By 2014, the Financial Ombudsman Service is expected to have grown its headcount 20 times since it was inaugurated 10 years ago with 200-300 people. The FOS is merely responding to the level of complaints and is not to blame. The chief executives of our financial institutions, notably the banks, are. Their leadership is reminiscent of that by our generals in WW1. It is a strange way to celebrate that centenary.

In 1914, Britain was a, maybe the, global military power although Germany, since Bismark, had developed superior land forces. Nevertheless, complacency was rife, Britain ruled the empire and the war would be over by Christmas. In the event it lasted four years and needed US intervention, principally because our generals refused to recognise, still less learn from, their mistakes.

Today the City is a, maybe the, leading global financial centre, although New York has developed strongly.The battlefield now is the financial services marketplace.

In any trade and industry, consumer complaints are an important performance measure. Most companies try to ensure that consumer experience is positive, complaints are few and those that do arise, are dealt with by the companies themselves.

In the year to March 2013, the FOS received over 2 million initial enquiries and complaints from consumers of which half a million turned into formal disputes, an increase of 92% on the previous year. Sixty-two per cent of those were with just four banking groups. On average, FOS found for the consumer on about 50% of occasions, and just 20% for building societies. For the four large banks, however, they found for the consumer 80% of the time.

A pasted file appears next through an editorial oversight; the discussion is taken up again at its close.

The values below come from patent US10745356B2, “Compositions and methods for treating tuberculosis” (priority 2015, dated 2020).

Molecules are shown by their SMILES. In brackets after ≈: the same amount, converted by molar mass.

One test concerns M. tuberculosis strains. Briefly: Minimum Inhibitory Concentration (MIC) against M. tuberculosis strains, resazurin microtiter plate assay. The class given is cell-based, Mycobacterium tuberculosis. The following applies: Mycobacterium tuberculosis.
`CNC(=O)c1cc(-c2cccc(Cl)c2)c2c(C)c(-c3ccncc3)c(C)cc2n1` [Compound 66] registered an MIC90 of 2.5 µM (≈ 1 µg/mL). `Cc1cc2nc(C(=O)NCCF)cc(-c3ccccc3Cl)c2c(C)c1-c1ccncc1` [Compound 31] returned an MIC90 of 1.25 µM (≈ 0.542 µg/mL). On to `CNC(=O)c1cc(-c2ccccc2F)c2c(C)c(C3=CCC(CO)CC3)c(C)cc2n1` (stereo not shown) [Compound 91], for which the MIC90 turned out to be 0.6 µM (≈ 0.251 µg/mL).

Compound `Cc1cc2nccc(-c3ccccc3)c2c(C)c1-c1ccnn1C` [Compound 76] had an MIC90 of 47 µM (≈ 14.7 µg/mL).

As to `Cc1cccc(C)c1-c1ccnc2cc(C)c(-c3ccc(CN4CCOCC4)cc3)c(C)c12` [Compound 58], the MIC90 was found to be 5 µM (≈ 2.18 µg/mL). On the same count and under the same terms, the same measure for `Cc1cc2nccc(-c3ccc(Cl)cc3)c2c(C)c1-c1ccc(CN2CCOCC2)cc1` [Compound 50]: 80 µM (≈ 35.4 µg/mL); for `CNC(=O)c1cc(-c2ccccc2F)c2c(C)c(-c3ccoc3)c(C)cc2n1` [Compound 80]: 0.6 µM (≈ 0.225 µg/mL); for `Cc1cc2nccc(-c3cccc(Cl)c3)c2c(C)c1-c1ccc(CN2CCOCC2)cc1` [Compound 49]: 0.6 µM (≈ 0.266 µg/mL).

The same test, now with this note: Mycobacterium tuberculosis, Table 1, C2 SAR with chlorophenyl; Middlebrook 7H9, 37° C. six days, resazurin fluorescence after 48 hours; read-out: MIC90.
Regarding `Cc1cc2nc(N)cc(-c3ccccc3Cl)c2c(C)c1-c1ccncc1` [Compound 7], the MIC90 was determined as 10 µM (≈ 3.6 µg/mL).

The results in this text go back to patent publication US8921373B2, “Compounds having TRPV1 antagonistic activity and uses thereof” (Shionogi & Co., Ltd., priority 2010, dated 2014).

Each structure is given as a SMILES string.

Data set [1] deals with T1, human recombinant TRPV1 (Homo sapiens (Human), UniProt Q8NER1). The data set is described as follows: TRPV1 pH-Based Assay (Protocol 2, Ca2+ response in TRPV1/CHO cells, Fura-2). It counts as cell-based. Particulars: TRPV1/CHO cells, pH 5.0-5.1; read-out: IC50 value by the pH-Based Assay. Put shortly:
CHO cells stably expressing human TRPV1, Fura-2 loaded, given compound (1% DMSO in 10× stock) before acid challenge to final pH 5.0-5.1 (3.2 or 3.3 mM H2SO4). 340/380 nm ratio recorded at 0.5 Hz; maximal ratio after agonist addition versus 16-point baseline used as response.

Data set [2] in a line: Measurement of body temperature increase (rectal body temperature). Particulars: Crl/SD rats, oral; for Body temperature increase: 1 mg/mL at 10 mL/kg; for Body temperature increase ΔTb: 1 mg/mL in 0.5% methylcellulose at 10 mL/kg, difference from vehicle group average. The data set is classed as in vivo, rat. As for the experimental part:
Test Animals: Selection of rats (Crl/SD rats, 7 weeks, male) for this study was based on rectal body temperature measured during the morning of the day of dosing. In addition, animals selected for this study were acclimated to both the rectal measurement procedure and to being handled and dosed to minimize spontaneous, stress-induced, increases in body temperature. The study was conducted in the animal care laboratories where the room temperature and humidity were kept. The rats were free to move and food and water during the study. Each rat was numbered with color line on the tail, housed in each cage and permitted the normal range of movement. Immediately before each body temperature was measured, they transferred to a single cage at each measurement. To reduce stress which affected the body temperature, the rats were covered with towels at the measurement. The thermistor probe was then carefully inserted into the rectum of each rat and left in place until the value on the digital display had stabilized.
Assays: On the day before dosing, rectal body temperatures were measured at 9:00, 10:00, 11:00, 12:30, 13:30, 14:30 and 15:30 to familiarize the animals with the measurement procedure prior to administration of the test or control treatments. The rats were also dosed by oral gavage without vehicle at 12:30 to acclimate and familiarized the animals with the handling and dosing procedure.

Do these four CEOs even recognise, still less learn from, these mistakes? It would appear not.  The causes of the complaints may be some years back but that is not the point: it would be quicker, cheaper and better business to resolve today’s complaints internally today. Marketing academics have long established that consumers whose complaints are well handled become more loyal whereas those who do not receive satisfaction become more dissident.

Compare FOS with the Advertising Standards Authority, not a direct match of course, but relevant. According to the 2012 Report, across all consumer markets the ASA only received 32,000 complaints about 19,000 advertisements and promotions, 94% fewer than the FOS. Bear in mind that these are direct, not filtered by the brand companies dealing with any themselves.  Of these only 11.5% were decided in favour of the consumer, compared with 50% on financial marketing and 80% against the big four banks.

On three times (101,000) the occasions, the ASA was spending its time helping the advertisers and promoters prevent complaints. FOS has no wish to bash banks and would much rather be helping them to install best practice in dealing with complaints and, better still, helping banks screen their new offers to ensure they do not give rise to legitimate complaints in the first place.

Unfortunately, like WW1 generals, the four big bank CEOs seem reluctant to learn anything.